For those who became acquainted with Nicola Conte via his Bossa Per Due and Jet Sounds Revisited, Other Directions will come as a real surprise. Along with being a producer and DJ, Conte is a classically trained musician who is a multi-instrumentalist and a very accomplished arranger. His previous work in the acid jazz and electronic bossa movements could not have prepared listeners for this solid jazz and bossa nova set. Working with a tough, top-notch group of Italian jazz players -- the country's jazz scene has a built-in lyricism, whether in the vanguard realm or in the "tradition" that puts most American counterparts to shame in terms of swing -- Conte uses all but his DJ skills to create a musical tapestry that reflects the perfect meld of jazz and bossa that occurred in the early '60s while moving both musics forward with his sophisticated yet soulful and accessible arrangements. Till Bronner guests on "Sea and Sand," the disc's first cut, playing trumpet and singing in his plaintive, Chet Baker-derived style (he's a more proficient singer than his mentor). On "Wanin' Moon," Bembe Segue gets the vocal nod, but it's saxophonist Daniele Scannapieco and flugelhornist Fabrizio Bosso with their exotic yet bluesy solos that take the cake on the tune. The Afro-Brazilian rhythmics on "Nefertiti," (no relation to the Miles Davis tune) drive a wordless vocal and tight horn section that counters the intense polyrhythms as Bosso's trumpet takes the first break, wailing in the middle register with relatively few notes to capture the dark groove perfectly. Pierpaolo Bisogno's vibraphone keeps soloists and percussionists anchored in the groove. "A time for Spring" gently nods toward "Take Five," for its intro, before becoming a shimmering, pop-jazz nugget that combines bossa, cool, and post-bop. Truth be told, there isn't a dud in the bunch. The vibe is relaxed, the music open, even when complex -- check out "Dharma Bums" -- and the execution is precise and full of soulful, airy grooves. Bossa nova is the wheel on which everything turns here, and Conte knows how to shade and color his harmonics with texture and chromatic subtlety. This is a jazz record for folks who don't really like jazz, but jazz fans will be delighted by its many twists and turns, never forsaking vamps or lyricism for rhythm, while making rhythm a central tenet of each composition. This is a winner through and through. It's a shame it was only issued on Blue Note in Europe (the American label is largely clueless and is trying to score pop radio hits these days while issuing the same jazz records over and over). Other Directions is the perfect recording for American fans of fine jazz and bossa nova. It's hip, elegant, graceful, and smart. - by Thom Yurek, AMG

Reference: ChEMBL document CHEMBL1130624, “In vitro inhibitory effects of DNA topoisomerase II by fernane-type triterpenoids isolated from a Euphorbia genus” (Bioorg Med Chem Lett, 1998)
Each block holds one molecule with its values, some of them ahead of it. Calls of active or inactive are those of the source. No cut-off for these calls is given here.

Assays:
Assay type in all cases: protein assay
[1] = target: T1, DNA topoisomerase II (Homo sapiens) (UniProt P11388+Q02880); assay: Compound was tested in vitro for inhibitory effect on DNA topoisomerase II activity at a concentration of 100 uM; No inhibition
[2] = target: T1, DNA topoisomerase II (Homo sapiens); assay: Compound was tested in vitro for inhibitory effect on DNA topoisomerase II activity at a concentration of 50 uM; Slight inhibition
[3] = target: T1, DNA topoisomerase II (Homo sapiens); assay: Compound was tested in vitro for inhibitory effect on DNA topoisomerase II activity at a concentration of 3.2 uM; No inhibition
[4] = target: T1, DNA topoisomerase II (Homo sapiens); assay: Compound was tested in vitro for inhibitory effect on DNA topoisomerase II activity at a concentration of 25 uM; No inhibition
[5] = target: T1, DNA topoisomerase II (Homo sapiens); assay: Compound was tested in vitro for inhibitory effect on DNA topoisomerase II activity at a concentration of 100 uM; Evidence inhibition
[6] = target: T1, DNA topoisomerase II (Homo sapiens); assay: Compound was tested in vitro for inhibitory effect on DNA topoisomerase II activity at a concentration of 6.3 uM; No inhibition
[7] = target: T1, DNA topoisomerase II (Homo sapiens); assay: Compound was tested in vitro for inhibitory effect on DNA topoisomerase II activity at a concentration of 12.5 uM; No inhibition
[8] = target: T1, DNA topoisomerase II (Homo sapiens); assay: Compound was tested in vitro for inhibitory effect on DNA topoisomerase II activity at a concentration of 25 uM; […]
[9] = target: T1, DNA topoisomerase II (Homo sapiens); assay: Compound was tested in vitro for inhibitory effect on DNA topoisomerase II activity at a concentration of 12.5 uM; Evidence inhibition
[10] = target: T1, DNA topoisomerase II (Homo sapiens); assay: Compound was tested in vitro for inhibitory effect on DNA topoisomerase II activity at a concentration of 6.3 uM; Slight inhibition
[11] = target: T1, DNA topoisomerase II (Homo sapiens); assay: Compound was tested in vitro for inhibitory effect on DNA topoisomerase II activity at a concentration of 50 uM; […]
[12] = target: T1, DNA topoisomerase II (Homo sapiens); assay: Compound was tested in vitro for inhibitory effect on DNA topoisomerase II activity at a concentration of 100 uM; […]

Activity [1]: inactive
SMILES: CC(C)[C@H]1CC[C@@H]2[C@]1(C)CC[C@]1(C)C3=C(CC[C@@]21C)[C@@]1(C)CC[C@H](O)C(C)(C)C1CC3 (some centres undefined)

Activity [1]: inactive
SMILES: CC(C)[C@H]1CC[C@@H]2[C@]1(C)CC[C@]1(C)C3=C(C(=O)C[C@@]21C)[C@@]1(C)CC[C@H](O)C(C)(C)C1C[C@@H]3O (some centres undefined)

Artist: Nicola Conte
Album: Other Directions
Year: 2004
Label: Blue Note
Runtime: 60:24

1.  Sea and Sand (Nicola Conte) 3:58
2.  Wanin' Moon (Nicola Conte) 4:54
3.  Nefertiti (Nicola Conte) 6:19
4.  Impulso (Nicola Conte) 4:30
5.  A Time for Spring (Nicola Conte) 3:55
6.  Kind of Sunshiene (Gianluca Petrella/Nicola Conte) 5:40
7.  Aphrodite's Dream (Nicola Conte) 4:32
8.  Several Shades of Dawn (Nicola Conte) 3:36
9.  The Dharma Blues (Nicola Conte) 4:50
10.  All Gone (Harold Pinter/John Dankworth) 4:09
11.  Other Directions (Nicola Conte) 5:53
12.  The in Between (Gianni LeNoci/Nicola Conte) 4:03
13.  Le Depart (Krzysztov Komeda) 4:05

Pietro Lussu (Piano)
Pietro Ciancaglini (Double Bass)
Lorenzo Tucci (Drums)
Daniele Scannapieco (Tenor Saxophone, Flute) - 1-9,12,13
Fabrizio Bosso (Trumpet, Flugelhorn) - 1-3,5-9,12,13
Gianluca Petrella (Trombone) - 1,3-6,8,9,11,12
Nicola Conte (Guitar) - 13
Till Bronner (Vocals, Trumpet) - 1,9,10
Bembe Segue (Vocals) - 2,8
Cristina Zavalloni (Vocals) - 3,13
Pierpaolo Bisogno (Vibraphone, Bongos) - 3-6,8-10,12
Lisa Bassenge (Vocals) - 5,10
Nicola Stilo (Flute) - 5
Lucia Minetti (Vocals) - 5,9,12
Rosario Giuliani (Alto Saxophone) - 10,11

Thursday, February 27, 2014

Billy Cobham - The Art of Three

These musicians are legends, needing no introduction. They have have played with every key figure in the encyclopaedia of modern jazz. All three are also band leaders in their own right with recording experience that spans over 50 years. Billy Cobham, as leader of the band, is most famous for his fusion albums in the 70s which have been heavily sampled by a whole new generation of artists. 'Spectrum', for example, was the basis of 'Safe From Harm' by Massive Attack. This album is a radical departure from the rest of Bill's recorded work as it is the first time he has recorded an album of straight-ahead jazz standards. The album has been anticipated for a long time by his many fans who cover genres as diverse as jazz, hip-hop & rock. It must be stressed that this album is very much a jazz CD and not a dance floor record. It is however, a superb album. - Product info (